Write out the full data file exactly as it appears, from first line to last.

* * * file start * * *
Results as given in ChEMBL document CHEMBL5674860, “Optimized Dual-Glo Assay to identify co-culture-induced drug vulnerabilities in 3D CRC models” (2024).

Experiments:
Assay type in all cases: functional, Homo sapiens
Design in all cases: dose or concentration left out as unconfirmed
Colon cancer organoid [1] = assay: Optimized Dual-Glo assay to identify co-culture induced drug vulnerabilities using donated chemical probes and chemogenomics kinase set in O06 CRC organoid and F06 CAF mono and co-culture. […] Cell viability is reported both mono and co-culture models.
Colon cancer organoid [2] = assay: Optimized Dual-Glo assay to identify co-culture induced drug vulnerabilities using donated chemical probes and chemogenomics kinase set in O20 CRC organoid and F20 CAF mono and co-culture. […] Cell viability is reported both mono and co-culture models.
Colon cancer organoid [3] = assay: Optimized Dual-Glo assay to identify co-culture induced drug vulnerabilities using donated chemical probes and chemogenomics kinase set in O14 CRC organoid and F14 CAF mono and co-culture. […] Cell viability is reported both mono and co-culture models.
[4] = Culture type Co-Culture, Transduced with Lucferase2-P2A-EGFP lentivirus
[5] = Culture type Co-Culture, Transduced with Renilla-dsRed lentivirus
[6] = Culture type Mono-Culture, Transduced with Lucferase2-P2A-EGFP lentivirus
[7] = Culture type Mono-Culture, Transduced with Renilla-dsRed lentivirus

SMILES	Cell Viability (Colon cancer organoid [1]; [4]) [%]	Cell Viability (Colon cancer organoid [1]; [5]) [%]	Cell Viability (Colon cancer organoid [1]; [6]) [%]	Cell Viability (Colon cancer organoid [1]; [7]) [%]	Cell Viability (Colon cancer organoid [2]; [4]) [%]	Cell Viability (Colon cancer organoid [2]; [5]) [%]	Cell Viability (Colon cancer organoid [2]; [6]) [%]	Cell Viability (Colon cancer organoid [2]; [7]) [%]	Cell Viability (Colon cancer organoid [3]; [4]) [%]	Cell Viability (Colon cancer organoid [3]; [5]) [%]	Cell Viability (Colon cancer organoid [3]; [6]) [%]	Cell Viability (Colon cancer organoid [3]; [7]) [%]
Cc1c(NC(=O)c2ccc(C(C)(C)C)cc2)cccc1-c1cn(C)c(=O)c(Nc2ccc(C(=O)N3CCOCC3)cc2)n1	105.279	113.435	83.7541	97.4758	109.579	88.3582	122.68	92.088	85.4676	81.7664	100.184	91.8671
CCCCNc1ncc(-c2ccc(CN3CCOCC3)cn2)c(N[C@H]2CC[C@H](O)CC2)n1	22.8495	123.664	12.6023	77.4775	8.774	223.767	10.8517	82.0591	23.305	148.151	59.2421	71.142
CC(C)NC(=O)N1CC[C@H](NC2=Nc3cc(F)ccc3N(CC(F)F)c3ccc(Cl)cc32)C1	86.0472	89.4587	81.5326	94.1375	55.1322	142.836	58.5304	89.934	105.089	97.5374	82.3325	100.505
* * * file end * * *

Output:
Results as given in ChEMBL document CHEMBL5674860, “Optimized Dual-Glo Assay to identify co-culture-induced drug vulnerabilities in 3D CRC models” (2024).

Experiments:
Assay type in all cases: functional, Homo sapiens
Design in all cases: dose or concentration left out as unconfirmed
Colon cancer organoid [1] = assay: Optimized Dual-Glo assay to identify co-culture induced drug vulnerabilities using donated chemical probes and chemogenomics kinase set in O06 CRC organoid and F06 CAF mono and co-culture. […] Cell viability is reported both mono and co-culture models.
Colon cancer organoid [2] = assay: Optimized Dual-Glo assay to identify co-culture induced drug vulnerabilities using donated chemical probes and chemogenomics kinase set in O20 CRC organoid and F20 CAF mono and co-culture. […] Cell viability is reported both mono and co-culture models.
Colon cancer organoid [3] = assay: Optimized Dual-Glo assay to identify co-culture induced drug vulnerabilities using donated chemical probes and chemogenomics kinase set in O14 CRC organoid and F14 CAF mono and co-culture. […] Cell viability is reported both mono and co-culture models.
[4] = Culture type Co-Culture, Transduced with Lucferase2-P2A-EGFP lentivirus
[5] = Culture type Co-Culture, Transduced with Renilla-dsRed lentivirus
[6] = Culture type Mono-Culture, Transduced with Lucferase2-P2A-EGFP lentivirus
[7] = Culture type Mono-Culture, Transduced with Renilla-dsRed lentivirus

SMILES	Cell Viability (Colon cancer organoid [1]; [4]) [%]	Cell Viability (Colon cancer organoid [1]; [5]) [%]	Cell Viability (Colon cancer organoid [1]; [6]) [%]	Cell Viability (Colon cancer organoid [1]; [7]) [%]	Cell Viability (Colon cancer organoid [2]; [4]) [%]	Cell Viability (Colon cancer organoid [2]; [5]) [%]	Cell Viability (Colon cancer organoid [2]; [6]) [%]	Cell Viability (Colon cancer organoid [2]; [7]) [%]	Cell Viability (Colon cancer organoid [3]; [4]) [%]	Cell Viability (Colon cancer organoid [3]; [5]) [%]	Cell Viability (Colon cancer organoid [3]; [6]) [%]	Cell Viability (Colon cancer organoid [3]; [7]) [%]
Cc1c(NC(=O)c2ccc(C(C)(C)C)cc2)cccc1-c1cn(C)c(=O)c(Nc2ccc(C(=O)N3CCOCC3)cc2)n1	105.279	113.435	83.7541	97.4758	109.579	88.3582	122.68	92.088	85.4676	81.7664	100.184	91.8671
CCCCNc1ncc(-c2ccc(CN3CCOCC3)cn2)c(N[C@H]2CC[C@H](O)CC2)n1	22.8495	123.664	12.6023	77.4775	8.774	223.767	10.8517	82.0591	23.305	148.151	59.2421	71.142
CC(C)NC(=O)N1CC[C@H](NC2=Nc3cc(F)ccc3N(CC(F)F)c3ccc(Cl)cc32)C1	86.0472	89.4587	81.5326	94.1375	55.1322	142.836	58.5304	89.934	105.089	97.5374	82.3325	100.505